A German theatrical company recently performed a play at a theater in Beijing. The play was An Enemy of the People by Norwegian author Henrik Ibsen (1828~1906). It ended up causing a bit of a stir.
This is how the plot of the play goes: a town flourishes with visitors when a hot spring is discovered in the area. Unfortunately, a doctor detects contamination in the hot spring waters and wants to make the news public. Fearing the affect the news would have on the town’s blooming tourism, the town mayor and shopkeepers are against him making the announcement. Even the local paper fails to report the truth.
The doctor, the lead role in the play, is criticized for harming the interests of the town’s tourism. He becomes increasingly isolated within the community and is labeled an “enemy of the people.”
There was audience interaction time during the play’s performance. According to American media, during the free interaction, members of the audience were saying, “The Chinese media doesn’t report the truth.” “We want freedom of speech!” “Our government also dodges responsibilities.”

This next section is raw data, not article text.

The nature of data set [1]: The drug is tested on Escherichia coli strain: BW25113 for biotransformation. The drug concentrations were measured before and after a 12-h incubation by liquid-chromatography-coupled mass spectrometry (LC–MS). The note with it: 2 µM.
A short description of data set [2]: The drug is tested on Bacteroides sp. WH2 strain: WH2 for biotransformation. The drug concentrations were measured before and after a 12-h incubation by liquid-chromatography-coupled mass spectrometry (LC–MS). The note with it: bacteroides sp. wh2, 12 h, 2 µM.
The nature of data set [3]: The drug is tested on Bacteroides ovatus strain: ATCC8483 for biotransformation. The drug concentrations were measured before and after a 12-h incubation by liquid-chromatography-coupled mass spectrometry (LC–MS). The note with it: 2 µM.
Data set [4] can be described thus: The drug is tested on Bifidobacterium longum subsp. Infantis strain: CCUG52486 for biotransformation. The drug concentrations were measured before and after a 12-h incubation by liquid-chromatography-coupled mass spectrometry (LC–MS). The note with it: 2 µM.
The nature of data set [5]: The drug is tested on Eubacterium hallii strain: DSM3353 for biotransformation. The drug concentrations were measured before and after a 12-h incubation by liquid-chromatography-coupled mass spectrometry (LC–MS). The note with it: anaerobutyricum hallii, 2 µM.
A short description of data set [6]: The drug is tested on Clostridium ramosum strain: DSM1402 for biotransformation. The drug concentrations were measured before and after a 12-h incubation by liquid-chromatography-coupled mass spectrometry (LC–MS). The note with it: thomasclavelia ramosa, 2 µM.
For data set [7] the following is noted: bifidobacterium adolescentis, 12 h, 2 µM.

Surprised by the outburst, the theater organization decided to cancel all audience interaction for the remainder of the tour. The scheduled performance in Nanking is on the verge of being cancelled entirely. The reason given is “defectiveness in stage technicality.”
Just as the audience pointed out, however, Chinese media outlets are indeed their government’s “tongue and throat” and serve as propaganda tools. Under the circumstances, it is impossible for them to satisfy the people of China’s “right to know.”
The significance of foreign media outlets being assigned in the country lies in this exact situation. In China, we are not the actual “enemy of the people.”
Author: Kinya Fujimoto
(Click here to read the original column in Japanese.)